Mags, gerber, NVGs, radio, water, E&E kit, hiviz panel, strobe, batteries, 9-line card, flashlight, IR and common chems rubber banded on and GASP a compasss! in/on the vest.

    Ye Old 9mm can ride a drop leg and now your waist is free, gaining you mobility and saving the last of your lumbar.

  4. William Marshal

    “M9” indeed. No siree! M1911A1 it was and always shall be.

  5. CharlesInCharge

    Liked the H-Harness for the standard battle rattle, but updated to a Blackhawk STRIKE LBE for heavier load-outs and comfort. Used a DOAV never liked them but the possibilities are endless: only good aspect was shotgun breaching as the shoulder skin would prevent much of the black and blueing. Join your local militia, support the US Constitution – “Honor your Oath Join Us!”

  6. Eric Poteet

    Outstanding essay, Ese’.Eric Poteet here. Retired having served as a Texas police patrol officer and PIO my entire adult life, Austin and Round Rock. I was the young officer who, in wee hours of 01SEPT97, traffic-arrested Heisman winner and perpetual arrestee Errick Lynne Williams, Jr., alias Ricky “Wedding Gown by Ditka” Willams. I got the “last” laugh, except the last laugh is still not the last. Laugh. But I digest…

    To the point, sir: deep night patrol brother, now UTPD Austin Assistant Chief of Police, gifted to me a f****g mystery of enigma –missing link, evolutionary mistake, unk?– mint-condition Point Blank Body Armor [reportedly Spider “SWAT-cert High Neck”] modular carrier vest. Skookum as frig build quality; a mutant MOLICE ALLE of sorts…snappy-snappered snap grid front/back, with luggage space for family of 4.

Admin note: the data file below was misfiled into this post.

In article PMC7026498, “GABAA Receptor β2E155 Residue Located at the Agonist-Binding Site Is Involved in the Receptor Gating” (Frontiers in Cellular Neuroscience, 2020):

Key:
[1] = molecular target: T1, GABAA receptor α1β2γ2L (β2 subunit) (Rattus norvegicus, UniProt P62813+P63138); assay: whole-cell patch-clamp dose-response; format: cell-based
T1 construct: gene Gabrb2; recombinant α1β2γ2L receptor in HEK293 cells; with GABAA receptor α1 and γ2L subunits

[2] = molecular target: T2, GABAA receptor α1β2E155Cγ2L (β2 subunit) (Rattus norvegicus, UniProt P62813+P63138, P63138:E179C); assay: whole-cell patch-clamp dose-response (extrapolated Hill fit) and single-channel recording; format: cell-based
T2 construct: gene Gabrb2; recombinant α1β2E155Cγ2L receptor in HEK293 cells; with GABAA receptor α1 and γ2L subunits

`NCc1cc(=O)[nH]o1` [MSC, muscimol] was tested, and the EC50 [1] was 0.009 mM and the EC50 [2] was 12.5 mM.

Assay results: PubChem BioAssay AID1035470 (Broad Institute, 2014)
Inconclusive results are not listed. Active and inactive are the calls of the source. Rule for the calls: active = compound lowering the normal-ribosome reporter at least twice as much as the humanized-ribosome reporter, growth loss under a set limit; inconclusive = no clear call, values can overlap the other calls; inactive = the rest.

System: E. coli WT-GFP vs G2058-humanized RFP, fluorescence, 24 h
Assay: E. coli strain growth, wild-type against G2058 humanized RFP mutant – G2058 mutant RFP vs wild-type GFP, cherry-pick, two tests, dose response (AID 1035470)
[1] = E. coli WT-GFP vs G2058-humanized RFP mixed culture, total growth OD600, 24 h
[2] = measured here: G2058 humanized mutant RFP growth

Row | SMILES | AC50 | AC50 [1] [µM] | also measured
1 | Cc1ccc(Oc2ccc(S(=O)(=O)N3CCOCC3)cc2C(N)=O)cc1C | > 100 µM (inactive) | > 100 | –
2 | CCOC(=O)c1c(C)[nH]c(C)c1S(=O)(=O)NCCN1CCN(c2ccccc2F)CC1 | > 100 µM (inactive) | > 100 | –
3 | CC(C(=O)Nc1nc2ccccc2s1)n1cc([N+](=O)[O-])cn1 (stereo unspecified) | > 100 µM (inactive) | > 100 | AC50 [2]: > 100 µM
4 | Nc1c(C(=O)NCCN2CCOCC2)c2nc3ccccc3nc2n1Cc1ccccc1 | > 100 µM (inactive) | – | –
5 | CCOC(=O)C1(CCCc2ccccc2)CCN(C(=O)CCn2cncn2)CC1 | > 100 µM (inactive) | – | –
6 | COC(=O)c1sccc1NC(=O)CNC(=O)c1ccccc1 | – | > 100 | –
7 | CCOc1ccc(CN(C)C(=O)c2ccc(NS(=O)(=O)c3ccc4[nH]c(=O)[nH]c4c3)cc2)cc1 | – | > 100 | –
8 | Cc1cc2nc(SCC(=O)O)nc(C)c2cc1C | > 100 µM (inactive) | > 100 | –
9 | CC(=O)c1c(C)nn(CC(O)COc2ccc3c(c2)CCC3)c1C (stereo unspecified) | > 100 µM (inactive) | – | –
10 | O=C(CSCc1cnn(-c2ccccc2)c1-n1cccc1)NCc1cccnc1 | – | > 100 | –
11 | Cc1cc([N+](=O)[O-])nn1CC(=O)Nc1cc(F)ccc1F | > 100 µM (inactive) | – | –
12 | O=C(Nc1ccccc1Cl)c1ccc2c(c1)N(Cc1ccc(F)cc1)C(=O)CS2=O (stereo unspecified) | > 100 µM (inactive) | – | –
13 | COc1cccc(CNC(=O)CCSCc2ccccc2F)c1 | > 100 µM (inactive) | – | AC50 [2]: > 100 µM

But, no accessories, and nobody knows nuthin’.
    The sketchy-rumor product ID noted above? From ScyFy channel’s outstanding 2004 Battlestar Galactica fan site, because cosplay. Identical to Galactica Fleet Marines assaulter loadout uniform.
    Those kids were spitballing about the (costume basis) actual product & manufacturer, e.g. Pinnacle, US Armor, *PBBA Spider etc. ca. 80s.
    PBE clearly quantam-scoured this thing from interweb existence.
    I wrote PBE customer service, nee PBBA, fascinating thing, this, asked only: What was it (grid-snap-velcro platform) called, or branded as?
    Is there a hobby collector-MILSURP source for any accessories?

    They never replied. Follow up note; they never replied x2. Dicks.
    If anybody can enlighten me, it is you, sir. Can you advise?
    Many thanks for your time, and my respect for your quite enjoyable & entertaining stuff.
    Where we go one, we go all. Oath Keeper.
    Shalom and Godspeed,

  7. Martin Bobs

    Excellent post… Thanks for you sharing and discuss DOAV old school load carriage. This post is really informative and essential for knowing and choosing the right tactical vests. I recommended your great post and DOAV old school load carriage. I think to inspire and confident to increase to picking the right tactical vest.

  8. John

    I remember reading the US Cavalry catalog when I was 10 or 12 and seeing this vest and creaming my shorts over it. I thought this was the coolest thing ever, but at the time, the price made it seem totally unreachable. Then I saw the old school Eagle Industries catalog, with the Made in USA versions of these kinds of vests, and then basically blew three wads spontaneously.

    Anyway, a vest like this isn’t totally useless today. There are plenty of agencies that issue body armor, but issue compete garbage as an excuse for an outer carrier. I could see someone wearing their body armor in a concealable carrier, and then throwing this vest over the top of their issued armor. It’s not an elegant solution, but when you have agencies that supply gear based on the lowest bid, and decision makers who are looking for a retirement job, you sometimes have to come up with creative work arounds.